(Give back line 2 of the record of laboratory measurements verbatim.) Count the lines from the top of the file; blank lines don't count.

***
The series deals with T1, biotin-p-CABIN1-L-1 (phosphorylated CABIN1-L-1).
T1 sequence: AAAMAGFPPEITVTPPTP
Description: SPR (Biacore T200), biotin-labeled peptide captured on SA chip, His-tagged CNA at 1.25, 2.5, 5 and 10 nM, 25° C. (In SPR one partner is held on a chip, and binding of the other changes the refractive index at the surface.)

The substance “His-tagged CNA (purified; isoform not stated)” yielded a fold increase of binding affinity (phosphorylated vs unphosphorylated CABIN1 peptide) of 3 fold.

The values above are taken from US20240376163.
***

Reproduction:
T1 sequence: AAAMAGFPPEITVTPPTP